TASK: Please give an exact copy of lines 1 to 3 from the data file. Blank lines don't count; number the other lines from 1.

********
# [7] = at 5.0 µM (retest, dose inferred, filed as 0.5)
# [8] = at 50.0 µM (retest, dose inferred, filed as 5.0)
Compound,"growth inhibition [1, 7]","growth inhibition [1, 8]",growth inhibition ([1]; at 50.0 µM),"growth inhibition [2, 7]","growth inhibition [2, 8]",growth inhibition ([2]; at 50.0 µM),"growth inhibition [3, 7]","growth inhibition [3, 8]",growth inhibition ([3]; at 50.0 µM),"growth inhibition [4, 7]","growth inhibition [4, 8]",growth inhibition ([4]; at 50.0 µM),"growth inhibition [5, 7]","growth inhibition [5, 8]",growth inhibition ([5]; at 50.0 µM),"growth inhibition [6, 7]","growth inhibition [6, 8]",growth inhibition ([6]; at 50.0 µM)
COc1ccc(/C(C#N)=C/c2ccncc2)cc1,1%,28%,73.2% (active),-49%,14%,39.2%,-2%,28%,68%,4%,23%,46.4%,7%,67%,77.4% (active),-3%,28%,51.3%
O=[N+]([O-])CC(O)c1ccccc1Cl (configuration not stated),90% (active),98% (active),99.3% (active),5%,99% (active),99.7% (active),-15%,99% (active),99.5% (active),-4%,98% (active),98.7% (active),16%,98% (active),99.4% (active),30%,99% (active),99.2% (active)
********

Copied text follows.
# [7] = at 5.0 µM (retest, dose inferred, filed as 0.5)
# [8] = at 50.0 µM (retest, dose inferred, filed as 5.0)
Compound,"growth inhibition [1, 7]","growth inhibition [1, 8]",growth inhibition ([1]; at 50.0 µM),"growth inhibition [2, 7]","growth inhibition [2, 8]",growth inhibition ([2]; at 50.0 µM),"growth inhibition [3, 7]","growth inhibition [3, 8]",growth inhibition ([3]; at 50.0 µM),"growth inhibition [4, 7]","growth inhibition [4, 8]",growth inhibition ([4]; at 50.0 µM),"growth inhibition [5, 7]","growth inhibition [5, 8]",growth inhibition ([5]; at 50.0 µM),"growth inhibition [6, 7]","growth inhibition [6, 8]",growth inhibition ([6]; at 50.0 µM)